University of Queensland researchers won two of five Scopus Young Researcher awards and placed in two other categories at a celebration of academic research excellence in Canberra yesterday (18 September).
The UQ researchers were among 17 young scientists honoured at the 2014 Australasian Research Management Society (ARMS) and Elsevier Scopus Young Researcher of the Year Awards.
Dr Kerrie Wilson, from UQ’s School of Biological Sciences, won the Scopus Life Sciences and Biological Sciences award for her research into habitat restoration for biodiversity and ecosystem conservation.
Professor Ajayan Vinu, from UQ’s Australian Institute for Bioengineering and Nanotechnology, won the Scopus Physical Sciences award for his research into novel approaches into nanoporous materials for clean energy.
Associate Professor Julie Henry (UQ School of Psychology) was a runner-up in the Humanities and Social Sciences category, and Dr Bing-Jie Ni (UQ Advanced Water Management Centre) was a runner-up in the Engineering and Technology category.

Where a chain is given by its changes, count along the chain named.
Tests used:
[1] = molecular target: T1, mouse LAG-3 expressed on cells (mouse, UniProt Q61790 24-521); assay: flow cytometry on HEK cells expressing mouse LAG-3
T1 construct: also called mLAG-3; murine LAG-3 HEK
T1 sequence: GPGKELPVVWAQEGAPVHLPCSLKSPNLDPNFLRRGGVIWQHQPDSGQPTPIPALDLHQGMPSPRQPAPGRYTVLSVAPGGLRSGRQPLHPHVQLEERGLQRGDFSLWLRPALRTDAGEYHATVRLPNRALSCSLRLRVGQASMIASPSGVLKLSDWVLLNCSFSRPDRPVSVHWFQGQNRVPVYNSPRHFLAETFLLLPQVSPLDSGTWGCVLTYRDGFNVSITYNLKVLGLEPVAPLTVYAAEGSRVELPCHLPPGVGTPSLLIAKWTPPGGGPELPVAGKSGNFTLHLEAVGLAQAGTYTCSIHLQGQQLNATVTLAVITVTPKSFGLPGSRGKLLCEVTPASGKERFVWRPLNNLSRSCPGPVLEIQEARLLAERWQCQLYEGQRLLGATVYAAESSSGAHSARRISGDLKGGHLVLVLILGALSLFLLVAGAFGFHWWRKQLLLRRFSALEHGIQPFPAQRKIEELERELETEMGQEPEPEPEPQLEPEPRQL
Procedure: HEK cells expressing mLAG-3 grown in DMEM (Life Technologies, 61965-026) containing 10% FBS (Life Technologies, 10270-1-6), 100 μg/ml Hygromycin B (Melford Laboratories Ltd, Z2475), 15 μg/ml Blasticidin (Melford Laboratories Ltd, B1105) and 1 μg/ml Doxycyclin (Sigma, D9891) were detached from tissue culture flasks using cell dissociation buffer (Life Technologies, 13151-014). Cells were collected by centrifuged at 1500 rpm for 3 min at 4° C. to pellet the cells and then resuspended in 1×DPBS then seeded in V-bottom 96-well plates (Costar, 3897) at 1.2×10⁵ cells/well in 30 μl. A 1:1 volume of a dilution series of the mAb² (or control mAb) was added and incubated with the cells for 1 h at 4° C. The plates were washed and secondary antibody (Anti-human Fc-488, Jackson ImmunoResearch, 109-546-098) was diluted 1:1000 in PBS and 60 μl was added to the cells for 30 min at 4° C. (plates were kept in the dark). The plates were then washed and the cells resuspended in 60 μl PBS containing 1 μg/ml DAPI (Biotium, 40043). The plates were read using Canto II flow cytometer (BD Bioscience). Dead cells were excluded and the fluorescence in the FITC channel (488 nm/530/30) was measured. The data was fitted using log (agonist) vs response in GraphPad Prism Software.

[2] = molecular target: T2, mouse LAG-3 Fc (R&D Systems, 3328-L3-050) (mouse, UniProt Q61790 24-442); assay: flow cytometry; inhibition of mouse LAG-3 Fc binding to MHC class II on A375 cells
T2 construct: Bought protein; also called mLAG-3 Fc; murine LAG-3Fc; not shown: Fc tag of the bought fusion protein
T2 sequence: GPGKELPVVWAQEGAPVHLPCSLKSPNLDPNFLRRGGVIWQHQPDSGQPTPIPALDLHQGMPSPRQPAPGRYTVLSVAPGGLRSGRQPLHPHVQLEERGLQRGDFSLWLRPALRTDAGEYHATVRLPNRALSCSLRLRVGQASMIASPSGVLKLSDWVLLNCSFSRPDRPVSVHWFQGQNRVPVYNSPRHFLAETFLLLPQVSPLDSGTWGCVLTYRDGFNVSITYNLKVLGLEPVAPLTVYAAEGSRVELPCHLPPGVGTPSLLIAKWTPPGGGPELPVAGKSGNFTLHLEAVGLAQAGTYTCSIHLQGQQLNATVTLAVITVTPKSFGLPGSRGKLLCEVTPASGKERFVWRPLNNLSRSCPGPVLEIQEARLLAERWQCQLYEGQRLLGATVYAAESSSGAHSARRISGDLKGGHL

The Scopus awards were presented by ARC Chief Executive Officer Professor Aidan Byrne.
“The Scopus Young Researcher Awards—a global Elsevier initiative—specifically support early-career researchers, and recognise particularly outstanding young scientists and researchers who have made significant contributions in their field,” he said.
“All of these researchers, and indeed all of the finalists, are making remarkable contributions towards the advancement of science and research in Australia and deserve this high honour.”
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